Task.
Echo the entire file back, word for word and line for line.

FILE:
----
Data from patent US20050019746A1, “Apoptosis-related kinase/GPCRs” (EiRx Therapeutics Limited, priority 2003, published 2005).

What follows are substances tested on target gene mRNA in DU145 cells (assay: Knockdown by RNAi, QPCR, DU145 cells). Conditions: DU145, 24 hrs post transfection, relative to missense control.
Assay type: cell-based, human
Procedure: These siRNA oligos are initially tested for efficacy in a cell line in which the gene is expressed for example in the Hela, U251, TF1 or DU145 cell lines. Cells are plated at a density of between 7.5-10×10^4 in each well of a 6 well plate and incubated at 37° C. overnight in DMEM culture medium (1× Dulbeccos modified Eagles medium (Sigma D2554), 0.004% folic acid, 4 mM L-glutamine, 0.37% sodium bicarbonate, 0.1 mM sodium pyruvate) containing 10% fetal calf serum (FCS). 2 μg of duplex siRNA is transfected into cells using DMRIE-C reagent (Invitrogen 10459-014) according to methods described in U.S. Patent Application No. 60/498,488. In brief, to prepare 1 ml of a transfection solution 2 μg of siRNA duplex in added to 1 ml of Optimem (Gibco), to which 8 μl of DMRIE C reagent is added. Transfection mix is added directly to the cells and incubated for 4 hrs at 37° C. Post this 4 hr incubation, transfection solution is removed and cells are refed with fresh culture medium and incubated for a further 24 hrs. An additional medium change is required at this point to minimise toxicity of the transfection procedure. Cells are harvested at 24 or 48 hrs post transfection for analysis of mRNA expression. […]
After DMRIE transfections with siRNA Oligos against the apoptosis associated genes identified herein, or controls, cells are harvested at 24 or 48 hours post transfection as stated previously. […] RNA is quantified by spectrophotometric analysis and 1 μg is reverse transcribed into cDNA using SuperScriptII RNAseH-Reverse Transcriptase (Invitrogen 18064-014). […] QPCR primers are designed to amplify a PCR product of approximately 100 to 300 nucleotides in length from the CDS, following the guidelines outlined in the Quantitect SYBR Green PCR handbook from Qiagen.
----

Data from patent US20050019746A1, “Apoptosis-related kinase/GPCRs” (EiRx Therapeutics Limited, priority 2003, published 2005).

What follows are substances tested on target gene mRNA in DU145 cells (assay: Knockdown by RNAi, QPCR, DU145 cells). Conditions: DU145, 24 hrs post transfection, relative to missense control.
Assay type: cell-based, human
Procedure: These siRNA oligos are initially tested for efficacy in a cell line in which the gene is expressed for example in the Hela, U251, TF1 or DU145 cell lines. Cells are plated at a density of between 7.5-10×10^4 in each well of a 6 well plate and incubated at 37° C. overnight in DMEM culture medium (1× Dulbeccos modified Eagles medium (Sigma D2554), 0.004% folic acid, 4 mM L-glutamine, 0.37% sodium bicarbonate, 0.1 mM sodium pyruvate) containing 10% fetal calf serum (FCS). 2 μg of duplex siRNA is transfected into cells using DMRIE-C reagent (Invitrogen 10459-014) according to methods described in U.S. Patent Application No. 60/498,488. In brief, to prepare 1 ml of a transfection solution 2 μg of siRNA duplex in added to 1 ml of Optimem (Gibco), to which 8 μl of DMRIE C reagent is added. Transfection mix is added directly to the cells and incubated for 4 hrs at 37° C. Post this 4 hr incubation, transfection solution is removed and cells are refed with fresh culture medium and incubated for a further 24 hrs. An additional medium change is required at this point to minimise toxicity of the transfection procedure. Cells are harvested at 24 or 48 hrs post transfection for analysis of mRNA expression. […]
After DMRIE transfections with siRNA Oligos against the apoptosis associated genes identified herein, or controls, cells are harvested at 24 or 48 hours post transfection as stated previously. […] RNA is quantified by spectrophotometric analysis and 1 μg is reverse transcribed into cDNA using SuperScriptII RNAseH-Reverse Transcriptase (Invitrogen 18064-014). […] QPCR primers are designed to amplify a PCR product of approximately 100 to 300 nucleotides in length from the CDS, following the guidelines outlined in the Quantitect SYBR Green PCR handbook from Qiagen.